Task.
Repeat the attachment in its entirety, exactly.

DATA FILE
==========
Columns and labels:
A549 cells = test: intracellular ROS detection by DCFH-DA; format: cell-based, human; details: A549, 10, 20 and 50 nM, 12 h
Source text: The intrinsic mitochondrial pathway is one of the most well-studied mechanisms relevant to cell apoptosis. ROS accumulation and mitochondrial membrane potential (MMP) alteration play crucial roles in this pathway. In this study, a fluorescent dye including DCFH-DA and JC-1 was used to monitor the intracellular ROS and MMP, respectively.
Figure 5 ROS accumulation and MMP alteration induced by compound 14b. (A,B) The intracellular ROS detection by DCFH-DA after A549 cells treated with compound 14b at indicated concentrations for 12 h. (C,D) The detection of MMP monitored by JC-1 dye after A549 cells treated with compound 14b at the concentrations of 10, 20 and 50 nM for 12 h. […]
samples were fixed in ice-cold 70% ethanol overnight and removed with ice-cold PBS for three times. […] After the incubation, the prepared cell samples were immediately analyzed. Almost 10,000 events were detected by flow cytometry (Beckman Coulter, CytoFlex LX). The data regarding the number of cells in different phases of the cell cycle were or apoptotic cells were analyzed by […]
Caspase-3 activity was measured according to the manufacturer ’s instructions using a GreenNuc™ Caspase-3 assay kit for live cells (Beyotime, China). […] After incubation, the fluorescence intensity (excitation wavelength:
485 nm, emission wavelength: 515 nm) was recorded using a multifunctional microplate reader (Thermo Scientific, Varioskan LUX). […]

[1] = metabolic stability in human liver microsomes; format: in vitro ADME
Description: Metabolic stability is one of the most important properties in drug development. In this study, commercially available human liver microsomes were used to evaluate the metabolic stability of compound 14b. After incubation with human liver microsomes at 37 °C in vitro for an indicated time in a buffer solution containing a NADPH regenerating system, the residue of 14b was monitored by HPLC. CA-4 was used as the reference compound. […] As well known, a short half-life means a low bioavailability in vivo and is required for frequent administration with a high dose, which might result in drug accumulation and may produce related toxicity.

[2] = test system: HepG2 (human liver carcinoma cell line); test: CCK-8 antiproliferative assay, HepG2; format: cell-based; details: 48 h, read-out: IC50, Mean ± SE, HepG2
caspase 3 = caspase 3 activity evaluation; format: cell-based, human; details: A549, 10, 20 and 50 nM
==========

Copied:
Columns and labels:
A549 cells = test: intracellular ROS detection by DCFH-DA; format: cell-based, human; details: A549, 10, 20 and 50 nM, 12 h
Source text: The intrinsic mitochondrial pathway is one of the most well-studied mechanisms relevant to cell apoptosis. ROS accumulation and mitochondrial membrane potential (MMP) alteration play crucial roles in this pathway. In this study, a fluorescent dye including DCFH-DA and JC-1 was used to monitor the intracellular ROS and MMP, respectively.
Figure 5 ROS accumulation and MMP alteration induced by compound 14b. (A,B) The intracellular ROS detection by DCFH-DA after A549 cells treated with compound 14b at indicated concentrations for 12 h. (C,D) The detection of MMP monitored by JC-1 dye after A549 cells treated with compound 14b at the concentrations of 10, 20 and 50 nM for 12 h. […]
samples were fixed in ice-cold 70% ethanol overnight and removed with ice-cold PBS for three times. […] After the incubation, the prepared cell samples were immediately analyzed. Almost 10,000 events were detected by flow cytometry (Beckman Coulter, CytoFlex LX). The data regarding the number of cells in different phases of the cell cycle were or apoptotic cells were analyzed by […]
Caspase-3 activity was measured according to the manufacturer ’s instructions using a GreenNuc™ Caspase-3 assay kit for live cells (Beyotime, China). […] After incubation, the fluorescence intensity (excitation wavelength:
485 nm, emission wavelength: 515 nm) was recorded using a multifunctional microplate reader (Thermo Scientific, Varioskan LUX). […]

[1] = metabolic stability in human liver microsomes; format: in vitro ADME
Description: Metabolic stability is one of the most important properties in drug development. In this study, commercially available human liver microsomes were used to evaluate the metabolic stability of compound 14b. After incubation with human liver microsomes at 37 °C in vitro for an indicated time in a buffer solution containing a NADPH regenerating system, the residue of 14b was monitored by HPLC. CA-4 was used as the reference compound. […] As well known, a short half-life means a low bioavailability in vivo and is required for frequent administration with a high dose, which might result in drug accumulation and may produce related toxicity.

[2] = test system: HepG2 (human liver carcinoma cell line); test: CCK-8 antiproliferative assay, HepG2; format: cell-based; details: 48 h, read-out: IC50, Mean ± SE, HepG2
caspase 3 = caspase 3 activity evaluation; format: cell-based, human; details: A549, 10, 20 and 50 nM